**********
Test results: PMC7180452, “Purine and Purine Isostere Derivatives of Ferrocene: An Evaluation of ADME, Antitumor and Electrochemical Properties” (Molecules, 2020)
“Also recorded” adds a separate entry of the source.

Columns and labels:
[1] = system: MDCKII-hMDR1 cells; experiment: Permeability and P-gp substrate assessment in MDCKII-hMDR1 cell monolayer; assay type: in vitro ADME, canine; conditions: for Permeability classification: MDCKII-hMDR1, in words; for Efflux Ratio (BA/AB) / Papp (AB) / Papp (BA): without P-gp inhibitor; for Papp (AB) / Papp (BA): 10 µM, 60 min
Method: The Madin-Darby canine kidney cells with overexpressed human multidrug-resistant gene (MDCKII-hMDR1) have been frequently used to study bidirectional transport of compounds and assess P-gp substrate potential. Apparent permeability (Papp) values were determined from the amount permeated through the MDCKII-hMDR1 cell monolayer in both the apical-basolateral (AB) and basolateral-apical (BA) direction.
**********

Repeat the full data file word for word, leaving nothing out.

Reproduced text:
Test results: PMC7180452, “Purine and Purine Isostere Derivatives of Ferrocene: An Evaluation of ADME, Antitumor and Electrochemical Properties” (Molecules, 2020)
“Also recorded” adds a separate entry of the source.

Columns and labels:
[1] = system: MDCKII-hMDR1 cells; experiment: Permeability and P-gp substrate assessment in MDCKII-hMDR1 cell monolayer; assay type: in vitro ADME, canine; conditions: for Permeability classification: MDCKII-hMDR1, in words; for Efflux Ratio (BA/AB) / Papp (AB) / Papp (BA): without P-gp inhibitor; for Papp (AB) / Papp (BA): 10 µM, 60 min
Method: The Madin-Darby canine kidney cells with overexpressed human multidrug-resistant gene (MDCKII-hMDR1) have been frequently used to study bidirectional transport of compounds and assess P-gp substrate potential. Apparent permeability (Papp) values were determined from the amount permeated through the MDCKII-hMDR1 cell monolayer in both the apical-basolateral (AB) and basolateral-apical (BA) direction.